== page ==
Icons and Wedding Rings
"A man can not only smell roses . . . but he can and does and ought to pluck roses and he can garland them . . . Which is, presumably, the kind of thing he is meant to do. Anyway, there's no one else can do it. Angels can't nor can the beasts. No wonder then that Theology regards the body as a unique good. Without body: without sacrament. Angels only: no sacrament. Beasts only: no sacrament. Man: sacrament at every turn and all levels of the 'profane' and 'sacred', in the trivial and in the profound, no escape from sacrament.”
David Jones (1895-1974) was a painter, engraver, inscription designer, and a first-generation British modernist poet. TS Eliot regarded In Parenthesis, Jones’s modernist epic of World War I, a work of genius, while WH Auden judged a later work, The Anathemata, as probably the finest long poem written in English in the twentieth century. And Kenneth Clark, the famous author, broadcaster, and museum director, best known by many for his BBC series “Civilization,” claimed that Jones was the greatest British watercolor painter since William Blake. Jones was also a Catholic convert, coming to the faith a few years after the end of World War I, in which he fought. The priest who received him into the Church was Fr. John O’Connor, who also received GK Chesterton into the Church and became the model for Chesterton’s Fr. Brown, the great priest-detective.
Jones believed that if creation is shot through with the presence and glory of God, then roses and how we use them suggest something important about us and the world we live in. The language of sacrament is one way to help articulate this, for it encourages us to see creation as a place of enchantment, full of mysteries lurking in and behind physical things. The Eastern Christian understanding of sacrament is helpful here, for if we understand sacraments in terms of the Greek word mysterion (“mystery” or “secret”), then we can see their association with the mystery of Christ, “the mystery hidden for ages and generations but now made manifest to his saints” (Col 1:26). These mysteries, according to the Orthodox theologian Andrew Louth, “are the ways in which the mystery of Christ is made manifest in the Church for the world.” The East has always been uncomfortable limiting the number of mysteries to seven, which resulted from the desire in the medieval West to define sacraments by reference to what Christ instituted and to distinguish them from other sacred acts and things. In spite of this difference Christians East and West together profess, in light of the Incarnation and the mysteries which shape our worship and life together, that there are no “ordinary” things or people, no ordinary moments. Nor is there a secular space immune to the presence of God. As David Jones says, there is no escape from sacrament. We can liken all of creation to a Gothic cathedral, which by design points us beyond itself to the heavenly Jerusalem and her king. It’s both a symbol of the new creation, redeemed and ordered by Christ, and the means for earthly pilgrims to encounter something of his radiance and splendor. In this light, I’d like to consider icons and weddings rings.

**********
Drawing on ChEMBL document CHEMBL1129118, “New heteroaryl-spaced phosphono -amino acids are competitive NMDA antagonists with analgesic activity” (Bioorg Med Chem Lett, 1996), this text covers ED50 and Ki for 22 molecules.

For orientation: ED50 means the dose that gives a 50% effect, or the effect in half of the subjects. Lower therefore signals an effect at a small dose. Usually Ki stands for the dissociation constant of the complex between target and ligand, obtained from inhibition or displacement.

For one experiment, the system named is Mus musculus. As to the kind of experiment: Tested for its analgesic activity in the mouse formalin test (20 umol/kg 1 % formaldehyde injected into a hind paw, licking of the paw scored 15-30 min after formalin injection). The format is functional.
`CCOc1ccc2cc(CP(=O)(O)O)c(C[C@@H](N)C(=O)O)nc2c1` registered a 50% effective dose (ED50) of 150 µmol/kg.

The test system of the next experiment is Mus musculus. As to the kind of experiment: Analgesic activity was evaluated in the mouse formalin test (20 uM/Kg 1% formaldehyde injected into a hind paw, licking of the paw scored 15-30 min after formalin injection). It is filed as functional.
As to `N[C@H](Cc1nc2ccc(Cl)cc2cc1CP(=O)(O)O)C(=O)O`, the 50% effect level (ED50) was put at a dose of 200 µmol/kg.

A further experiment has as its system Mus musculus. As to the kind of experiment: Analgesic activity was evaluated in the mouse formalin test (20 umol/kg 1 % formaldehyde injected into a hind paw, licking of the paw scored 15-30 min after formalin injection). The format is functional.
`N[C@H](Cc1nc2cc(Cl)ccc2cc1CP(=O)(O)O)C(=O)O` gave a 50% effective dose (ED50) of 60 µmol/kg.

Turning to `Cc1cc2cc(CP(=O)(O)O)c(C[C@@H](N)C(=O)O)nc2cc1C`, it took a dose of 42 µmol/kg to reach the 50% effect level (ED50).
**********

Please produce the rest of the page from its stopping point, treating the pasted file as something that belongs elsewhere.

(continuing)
In referring to Christ as the image of the invisible God in Col. 1:15, St. Paul used the Greek word eikon. In early Christianity the English word we get from it, “icon,” could refer to different types of religious art, including mosaics, frescos, the decoration of sacred vessels, books and vestments used in the liturgy, and even statues. Over time, however, the term came to refer specifically to images of Christ, Mary, the saints, and scenes from the Bible painted on wood.